How to Write a Law School Letter of Continued Interest ("LOCI")

The informal acronym "LOCI" stands for "Letter of Continued Interest," a communication that law school applicants typically send after being waitlisted to let the school know that they are still interested. This is a necessary step in trying to get admitted off any waitlist (see #2 out of the only 3 things that matter on the waitlist here), and this blog will walk you through some key "dos" and "don'ts" to keep in mind while you're drafting yours.

What is a Law School LOCI?

LOCIs are similar to the "Why X" essays that you may have submitted to some schools as part of your original applications (more on Why X essays here), but with some added waitlist-specific logistics. Many law schools give specific instructions for the content, formatting, and/or submission of your LOCI, so first and foremost, be sure to review any instructions they may have given you (in the original waitlist email, in subsequent emails, or as part of any online resources they may have linked in such emails).

In lieu of specific formatting instructions from the law school, your LOCI should typically be formatted like a letter, and you should aim for be no more than one page with 11- to 12-point font and normal margins.

Essentially, you want to communicate the following:

  • Why you are interested in that law school in a personal, substantive (i.e., not generic) way
  • Any relevant updates to your application since you submitted
  • The strongest truthful statement you can make about the level of your interest in that law school (more below)

Outline of a Strong Law School LOCI

  • Briefly thank the law school for their continued consideration of your application.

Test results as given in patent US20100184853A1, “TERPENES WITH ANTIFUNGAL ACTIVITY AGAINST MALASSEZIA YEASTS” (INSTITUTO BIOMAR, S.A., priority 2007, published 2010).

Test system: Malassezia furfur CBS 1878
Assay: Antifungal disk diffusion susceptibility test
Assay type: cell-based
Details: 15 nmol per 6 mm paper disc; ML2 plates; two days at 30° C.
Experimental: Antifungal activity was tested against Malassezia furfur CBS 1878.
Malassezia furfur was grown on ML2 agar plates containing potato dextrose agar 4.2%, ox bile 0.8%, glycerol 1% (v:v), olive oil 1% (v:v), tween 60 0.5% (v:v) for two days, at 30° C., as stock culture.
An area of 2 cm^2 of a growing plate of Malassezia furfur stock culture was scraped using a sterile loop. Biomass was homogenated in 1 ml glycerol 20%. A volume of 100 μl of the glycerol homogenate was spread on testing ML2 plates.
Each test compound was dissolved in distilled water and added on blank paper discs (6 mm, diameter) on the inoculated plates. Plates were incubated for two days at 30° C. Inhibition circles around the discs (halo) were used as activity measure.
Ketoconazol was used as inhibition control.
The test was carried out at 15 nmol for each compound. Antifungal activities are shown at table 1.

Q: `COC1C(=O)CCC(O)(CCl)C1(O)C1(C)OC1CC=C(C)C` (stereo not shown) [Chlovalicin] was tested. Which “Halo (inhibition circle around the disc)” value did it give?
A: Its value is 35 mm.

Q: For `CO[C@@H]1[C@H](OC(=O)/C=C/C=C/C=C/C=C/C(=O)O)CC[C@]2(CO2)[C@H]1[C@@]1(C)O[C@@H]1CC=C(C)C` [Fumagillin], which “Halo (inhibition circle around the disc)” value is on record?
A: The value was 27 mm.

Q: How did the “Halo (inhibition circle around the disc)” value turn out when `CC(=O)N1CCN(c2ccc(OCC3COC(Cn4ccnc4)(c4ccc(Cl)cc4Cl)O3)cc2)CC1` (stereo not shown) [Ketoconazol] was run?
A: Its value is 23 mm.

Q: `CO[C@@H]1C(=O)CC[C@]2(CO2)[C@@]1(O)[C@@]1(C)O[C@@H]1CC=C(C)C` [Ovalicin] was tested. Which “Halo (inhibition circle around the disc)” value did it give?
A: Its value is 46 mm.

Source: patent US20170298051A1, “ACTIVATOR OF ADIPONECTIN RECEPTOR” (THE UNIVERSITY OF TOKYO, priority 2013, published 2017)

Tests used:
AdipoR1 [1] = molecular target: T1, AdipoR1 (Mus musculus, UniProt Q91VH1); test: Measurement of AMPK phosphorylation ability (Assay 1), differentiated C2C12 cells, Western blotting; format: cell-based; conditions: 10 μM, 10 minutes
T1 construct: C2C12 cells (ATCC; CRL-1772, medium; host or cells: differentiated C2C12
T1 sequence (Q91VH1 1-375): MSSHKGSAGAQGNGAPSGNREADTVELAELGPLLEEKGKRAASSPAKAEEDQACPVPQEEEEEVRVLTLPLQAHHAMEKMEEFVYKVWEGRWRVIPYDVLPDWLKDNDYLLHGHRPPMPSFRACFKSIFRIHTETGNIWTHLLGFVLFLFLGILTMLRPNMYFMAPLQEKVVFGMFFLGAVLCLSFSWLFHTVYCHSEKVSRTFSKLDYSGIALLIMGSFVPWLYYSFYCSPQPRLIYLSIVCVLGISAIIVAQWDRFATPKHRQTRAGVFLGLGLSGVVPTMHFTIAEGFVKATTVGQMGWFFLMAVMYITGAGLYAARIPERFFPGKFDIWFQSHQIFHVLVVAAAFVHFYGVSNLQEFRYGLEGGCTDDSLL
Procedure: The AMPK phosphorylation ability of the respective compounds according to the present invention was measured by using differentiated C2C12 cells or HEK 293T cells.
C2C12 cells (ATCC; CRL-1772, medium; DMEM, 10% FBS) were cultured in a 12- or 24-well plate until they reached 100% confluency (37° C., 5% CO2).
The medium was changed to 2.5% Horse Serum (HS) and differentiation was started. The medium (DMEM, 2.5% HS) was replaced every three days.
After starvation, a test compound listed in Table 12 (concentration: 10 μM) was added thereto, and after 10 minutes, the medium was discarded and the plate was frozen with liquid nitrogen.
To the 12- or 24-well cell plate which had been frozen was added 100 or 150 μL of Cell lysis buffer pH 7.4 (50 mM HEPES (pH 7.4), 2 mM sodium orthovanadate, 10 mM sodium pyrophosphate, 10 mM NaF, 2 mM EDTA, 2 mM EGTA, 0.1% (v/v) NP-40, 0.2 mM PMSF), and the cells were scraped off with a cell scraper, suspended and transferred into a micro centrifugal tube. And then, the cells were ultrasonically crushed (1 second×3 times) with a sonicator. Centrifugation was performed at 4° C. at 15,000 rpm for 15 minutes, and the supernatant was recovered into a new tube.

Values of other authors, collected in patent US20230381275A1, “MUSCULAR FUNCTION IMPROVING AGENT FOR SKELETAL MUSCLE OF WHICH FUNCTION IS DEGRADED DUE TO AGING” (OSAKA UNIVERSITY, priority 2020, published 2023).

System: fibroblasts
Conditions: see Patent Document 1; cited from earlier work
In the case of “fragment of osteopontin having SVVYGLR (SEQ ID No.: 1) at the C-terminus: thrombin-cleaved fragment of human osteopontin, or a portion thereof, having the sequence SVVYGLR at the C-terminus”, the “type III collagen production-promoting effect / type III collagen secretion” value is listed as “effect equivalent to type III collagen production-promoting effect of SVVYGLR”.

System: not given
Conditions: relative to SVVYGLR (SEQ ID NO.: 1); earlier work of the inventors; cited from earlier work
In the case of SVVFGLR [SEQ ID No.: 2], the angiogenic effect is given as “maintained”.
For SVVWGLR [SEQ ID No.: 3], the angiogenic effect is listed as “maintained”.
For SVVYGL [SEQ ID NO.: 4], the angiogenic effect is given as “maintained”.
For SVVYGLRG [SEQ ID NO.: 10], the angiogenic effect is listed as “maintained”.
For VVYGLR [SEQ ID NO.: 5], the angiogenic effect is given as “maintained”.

• State your interest in the law school as strongly as you honestly can. Is it one of your top choices? Is it your absolute first choice and has been from the start? If admitted, would you immediately withdraw from all other schools where you've been admitted and place a deposit? Would you 100% attend over all other law schools on your list, period? Let them know.
  • Talk about any personal connections with the law school community or any interactions you have had. This is the simplest and often best way to avoid sounding generic and to show that you've put special effort into getting to know that law school. If you've visited the law school, had a conversation with a current student or alum about their experience, visited the law school's table at a forum or fair, or even attended a virtual admissions webinar, those are all concrete experiences you can discuss that contributed to your interest in the law school beyond just looking them up online. Be concise, but get specific—who did you speak to? What did they tell you? How did that affect your view of the law school? Adding this type of personal element will keep your letter from coming across as boilerplate.
  • Highlight a few key substantive reasons that you are so interested in that law school—but don't just list them. Tell them why these things are important to you and resonate with you. Why is a small class size so helpful for your learning style? Why is the work their students are doing in a particular clinic so meaningful to you? Don't just tell them the aspects of their program that appeal to you; tell them why.